Benefits of no install versions ?

Discussion in 'other software & services' started by CloneRanger, Feb 26, 2011.

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  1. CloneRanger

    CloneRanger Registered Member

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    Looked for the slim version of Ccleaner, but no show, so DL'd the NIV & uninstalled the previous slim.

    Was wondering, apart from not wanting toolbars etc etc, & not just pertaining to CC but generally, why use larger install versions of Apps, with possibly lots of registry garbage etc, if we have the option to use nice neat NIV's ?
     
  2. m00nbl00d

    m00nbl00d Registered Member

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    I think the benefits would be more to geek users. For those we like to call Jane/Joe, it's a lot simpler just to install them and that way make the upgrading process a no brain.

    Unless we're dealing with a single executable file like, for example, HiJackThis portable version, they'll come in a zipped file users would have to unpack and then copy and paste them to their proper location. It's a lot faster just to install/upgrade them, I think.

    Can you imagine what would be like having to deal with dozens of non-installable versions? (Please, note that I'm not including single executables. But, not all non-installable applications are like that.)
     
  3. CloneRanger

    CloneRanger Registered Member

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    @ m00nbl00d

    I suppose so ! Still my feelings are it's smoother/neater etc to have NIV's than not, if they perform the same functions ;)
     
  4. dbknox

    dbknox Registered Member

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    I agree, plus one can carry them on a Flash drive.
     
  5. m00nbl00d

    m00nbl00d Registered Member

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    Indeed, I do enjoy the portable applications. If I don't like an application or no longer need it, then I ditch it without leaving a mess behind.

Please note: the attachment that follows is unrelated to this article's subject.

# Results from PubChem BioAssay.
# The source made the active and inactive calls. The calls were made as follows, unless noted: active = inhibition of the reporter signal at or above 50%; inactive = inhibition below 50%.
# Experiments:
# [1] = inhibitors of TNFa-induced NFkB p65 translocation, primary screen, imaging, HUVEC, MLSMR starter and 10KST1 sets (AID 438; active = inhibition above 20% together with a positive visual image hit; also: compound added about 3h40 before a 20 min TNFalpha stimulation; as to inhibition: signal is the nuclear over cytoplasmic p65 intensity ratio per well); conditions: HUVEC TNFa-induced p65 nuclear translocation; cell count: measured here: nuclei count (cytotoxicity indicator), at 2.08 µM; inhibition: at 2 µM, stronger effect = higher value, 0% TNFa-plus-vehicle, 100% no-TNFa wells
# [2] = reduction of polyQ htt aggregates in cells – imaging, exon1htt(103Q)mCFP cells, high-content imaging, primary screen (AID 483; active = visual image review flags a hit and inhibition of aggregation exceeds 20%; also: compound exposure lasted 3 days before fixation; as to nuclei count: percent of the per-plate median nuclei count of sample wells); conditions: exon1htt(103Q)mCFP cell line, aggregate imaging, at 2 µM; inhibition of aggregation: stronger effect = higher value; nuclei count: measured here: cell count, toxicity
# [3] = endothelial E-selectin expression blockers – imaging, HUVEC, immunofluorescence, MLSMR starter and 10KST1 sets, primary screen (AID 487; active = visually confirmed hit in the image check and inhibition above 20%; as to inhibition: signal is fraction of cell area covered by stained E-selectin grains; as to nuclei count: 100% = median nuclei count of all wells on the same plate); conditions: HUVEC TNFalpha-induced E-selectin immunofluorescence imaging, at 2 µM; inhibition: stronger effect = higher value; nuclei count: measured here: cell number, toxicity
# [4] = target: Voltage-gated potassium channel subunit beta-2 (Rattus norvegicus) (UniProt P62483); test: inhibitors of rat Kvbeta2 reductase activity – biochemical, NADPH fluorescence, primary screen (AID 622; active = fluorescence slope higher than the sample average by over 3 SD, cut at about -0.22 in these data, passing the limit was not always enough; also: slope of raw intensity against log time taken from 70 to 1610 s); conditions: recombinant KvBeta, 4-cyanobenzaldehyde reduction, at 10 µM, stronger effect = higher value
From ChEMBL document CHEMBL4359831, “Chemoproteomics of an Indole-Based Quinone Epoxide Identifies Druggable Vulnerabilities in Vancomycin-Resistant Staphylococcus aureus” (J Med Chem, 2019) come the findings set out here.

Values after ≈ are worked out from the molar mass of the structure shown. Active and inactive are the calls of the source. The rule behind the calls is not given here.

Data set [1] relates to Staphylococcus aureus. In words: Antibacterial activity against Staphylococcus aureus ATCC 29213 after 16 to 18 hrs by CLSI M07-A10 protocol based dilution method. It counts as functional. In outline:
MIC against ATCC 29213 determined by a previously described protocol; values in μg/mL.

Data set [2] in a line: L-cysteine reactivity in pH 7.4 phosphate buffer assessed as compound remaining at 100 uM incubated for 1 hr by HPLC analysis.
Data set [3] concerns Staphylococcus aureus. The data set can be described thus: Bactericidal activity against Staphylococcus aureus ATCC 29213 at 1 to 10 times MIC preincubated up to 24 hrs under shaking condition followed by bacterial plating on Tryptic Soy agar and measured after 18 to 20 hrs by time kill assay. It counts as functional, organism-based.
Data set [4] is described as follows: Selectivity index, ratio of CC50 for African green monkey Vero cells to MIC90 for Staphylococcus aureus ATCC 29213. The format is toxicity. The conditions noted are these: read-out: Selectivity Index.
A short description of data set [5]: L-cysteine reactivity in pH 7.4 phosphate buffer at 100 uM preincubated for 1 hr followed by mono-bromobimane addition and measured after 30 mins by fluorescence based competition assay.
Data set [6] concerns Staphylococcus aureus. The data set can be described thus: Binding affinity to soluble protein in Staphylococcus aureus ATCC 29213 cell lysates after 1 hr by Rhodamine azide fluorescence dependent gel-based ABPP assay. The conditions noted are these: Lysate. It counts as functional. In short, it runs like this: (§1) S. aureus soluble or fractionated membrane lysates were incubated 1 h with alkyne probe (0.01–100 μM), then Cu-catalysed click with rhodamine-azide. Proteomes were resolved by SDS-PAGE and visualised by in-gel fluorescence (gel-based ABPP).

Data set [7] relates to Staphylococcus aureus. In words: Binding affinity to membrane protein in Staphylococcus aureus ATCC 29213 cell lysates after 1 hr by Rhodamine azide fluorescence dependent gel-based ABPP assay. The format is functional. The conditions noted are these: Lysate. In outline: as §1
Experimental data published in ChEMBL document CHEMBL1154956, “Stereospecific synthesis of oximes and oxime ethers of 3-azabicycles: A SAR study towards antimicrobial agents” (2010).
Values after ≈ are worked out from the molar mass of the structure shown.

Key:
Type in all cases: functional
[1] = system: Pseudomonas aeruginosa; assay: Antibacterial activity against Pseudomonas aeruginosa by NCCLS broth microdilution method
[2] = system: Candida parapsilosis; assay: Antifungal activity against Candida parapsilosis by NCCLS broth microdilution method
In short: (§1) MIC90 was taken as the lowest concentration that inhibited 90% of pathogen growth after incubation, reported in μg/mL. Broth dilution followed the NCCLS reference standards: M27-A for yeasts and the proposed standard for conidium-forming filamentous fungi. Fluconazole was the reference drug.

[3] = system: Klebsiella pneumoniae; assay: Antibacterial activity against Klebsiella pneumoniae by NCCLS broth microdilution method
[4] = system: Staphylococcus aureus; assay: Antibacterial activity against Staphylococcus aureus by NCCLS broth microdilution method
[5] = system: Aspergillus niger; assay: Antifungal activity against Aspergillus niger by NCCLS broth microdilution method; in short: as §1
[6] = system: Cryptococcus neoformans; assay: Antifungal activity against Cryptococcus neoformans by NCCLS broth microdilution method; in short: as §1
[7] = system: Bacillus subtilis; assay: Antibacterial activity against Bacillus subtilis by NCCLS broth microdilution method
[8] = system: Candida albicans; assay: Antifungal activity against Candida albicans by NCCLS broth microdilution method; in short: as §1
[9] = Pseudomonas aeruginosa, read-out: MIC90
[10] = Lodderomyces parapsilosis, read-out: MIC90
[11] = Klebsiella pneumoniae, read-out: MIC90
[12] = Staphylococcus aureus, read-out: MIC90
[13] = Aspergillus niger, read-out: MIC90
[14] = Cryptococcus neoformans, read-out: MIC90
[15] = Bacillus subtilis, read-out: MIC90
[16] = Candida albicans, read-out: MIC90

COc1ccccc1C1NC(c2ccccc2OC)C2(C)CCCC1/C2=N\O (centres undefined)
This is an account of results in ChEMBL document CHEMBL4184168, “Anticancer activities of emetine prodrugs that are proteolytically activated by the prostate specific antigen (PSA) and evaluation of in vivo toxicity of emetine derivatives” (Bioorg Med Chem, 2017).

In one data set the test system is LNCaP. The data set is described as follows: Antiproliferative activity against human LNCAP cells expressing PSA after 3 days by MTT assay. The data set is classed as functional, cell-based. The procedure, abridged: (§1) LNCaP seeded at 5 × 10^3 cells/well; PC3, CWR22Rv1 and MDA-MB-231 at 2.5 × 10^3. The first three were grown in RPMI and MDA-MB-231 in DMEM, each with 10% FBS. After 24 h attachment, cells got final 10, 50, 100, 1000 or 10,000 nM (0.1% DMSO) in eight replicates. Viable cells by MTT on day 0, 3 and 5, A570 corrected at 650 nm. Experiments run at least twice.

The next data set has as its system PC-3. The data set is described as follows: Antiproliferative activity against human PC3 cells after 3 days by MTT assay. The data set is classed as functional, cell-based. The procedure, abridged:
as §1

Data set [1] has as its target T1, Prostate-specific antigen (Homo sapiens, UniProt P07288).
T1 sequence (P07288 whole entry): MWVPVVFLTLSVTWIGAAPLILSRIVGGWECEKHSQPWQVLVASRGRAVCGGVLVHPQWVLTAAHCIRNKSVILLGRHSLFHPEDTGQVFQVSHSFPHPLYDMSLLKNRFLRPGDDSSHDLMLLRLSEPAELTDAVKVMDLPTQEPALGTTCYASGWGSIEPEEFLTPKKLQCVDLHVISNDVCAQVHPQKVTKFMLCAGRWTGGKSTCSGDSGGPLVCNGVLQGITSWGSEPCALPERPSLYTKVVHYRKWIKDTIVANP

6. Sully

    Sully Registered Member

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    I have a "thing" for clean installs. If I can, I usually make a copy/paste version. If it is something that I "need" to update, then I go ahead and install it normally. But for things like IMG-burn, I get a version I like, and feel no need to upgrade it unless I absolutely need what is in the new version.

    In many instances then, I have extracted the files needed. Many programs, especially utilities, only have the main program directory (usually in %programfiles%) and a few registry entries. Some will also need to place a .dll into %sysdir% and have them registered, but not many that I use. Often you can just make a copy/paste version with a .reg file to merge for everything to work. Of course you don't get uninstall info nor start menu stuff.

    Years ago now I got into .inf files quite heavily. I made a program that allowed me to create my own installers based of .inf setup. It made .cab files, created start menu items, registered dlls, installed services, etc etc. I actually go to the point I could install the old F-Prot AV v4. It was, back then, quite an accomplishment for me because F-Prot was particuarily complicated in how it installed itself. I was into making unattended installs and made hundreds of automated installs for everything I ever used. I even made a script that made automated install scripts o_O

    Suffice to say that while it may be a "geek" thing, I love that nice clean install without registry/files spread out all over the place. I despise MSI installers because normally they put crap everywhere.

    Benefits? I think a few programs might benefit from no install versions, but as has been said, most novice users probably will only find frustration rather than benefit.